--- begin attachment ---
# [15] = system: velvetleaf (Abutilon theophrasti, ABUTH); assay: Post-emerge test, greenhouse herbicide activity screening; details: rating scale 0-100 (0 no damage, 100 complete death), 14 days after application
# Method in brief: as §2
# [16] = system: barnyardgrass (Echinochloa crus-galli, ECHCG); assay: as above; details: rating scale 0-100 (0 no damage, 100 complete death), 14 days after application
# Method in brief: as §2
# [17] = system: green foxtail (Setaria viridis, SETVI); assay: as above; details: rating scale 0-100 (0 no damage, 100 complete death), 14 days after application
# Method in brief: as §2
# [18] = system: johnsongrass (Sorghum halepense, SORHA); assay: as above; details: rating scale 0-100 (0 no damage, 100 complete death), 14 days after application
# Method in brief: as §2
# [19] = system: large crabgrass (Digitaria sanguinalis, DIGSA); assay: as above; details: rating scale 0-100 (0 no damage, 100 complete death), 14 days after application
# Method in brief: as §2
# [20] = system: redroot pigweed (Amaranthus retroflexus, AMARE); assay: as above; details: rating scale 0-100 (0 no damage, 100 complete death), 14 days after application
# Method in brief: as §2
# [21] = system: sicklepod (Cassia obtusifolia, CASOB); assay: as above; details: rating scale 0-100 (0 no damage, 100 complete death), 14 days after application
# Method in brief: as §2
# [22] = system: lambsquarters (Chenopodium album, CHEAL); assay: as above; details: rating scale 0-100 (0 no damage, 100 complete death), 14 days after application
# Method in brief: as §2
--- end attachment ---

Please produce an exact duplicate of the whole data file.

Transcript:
# [15] = system: velvetleaf (Abutilon theophrasti, ABUTH); assay: Post-emerge test, greenhouse herbicide activity screening; details: rating scale 0-100 (0 no damage, 100 complete death), 14 days after application
# Method in brief: as §2
# [16] = system: barnyardgrass (Echinochloa crus-galli, ECHCG); assay: as above; details: rating scale 0-100 (0 no damage, 100 complete death), 14 days after application
# Method in brief: as §2
# [17] = system: green foxtail (Setaria viridis, SETVI); assay: as above; details: rating scale 0-100 (0 no damage, 100 complete death), 14 days after application
# Method in brief: as §2
# [18] = system: johnsongrass (Sorghum halepense, SORHA); assay: as above; details: rating scale 0-100 (0 no damage, 100 complete death), 14 days after application
# Method in brief: as §2
# [19] = system: large crabgrass (Digitaria sanguinalis, DIGSA); assay: as above; details: rating scale 0-100 (0 no damage, 100 complete death), 14 days after application
# Method in brief: as §2
# [20] = system: redroot pigweed (Amaranthus retroflexus, AMARE); assay: as above; details: rating scale 0-100 (0 no damage, 100 complete death), 14 days after application
# Method in brief: as §2
# [21] = system: sicklepod (Cassia obtusifolia, CASOB); assay: as above; details: rating scale 0-100 (0 no damage, 100 complete death), 14 days after application
# Method in brief: as §2
# [22] = system: lambsquarters (Chenopodium album, CHEAL); assay: as above; details: rating scale 0-100 (0 no damage, 100 complete death), 14 days after application
# Method in brief: as §2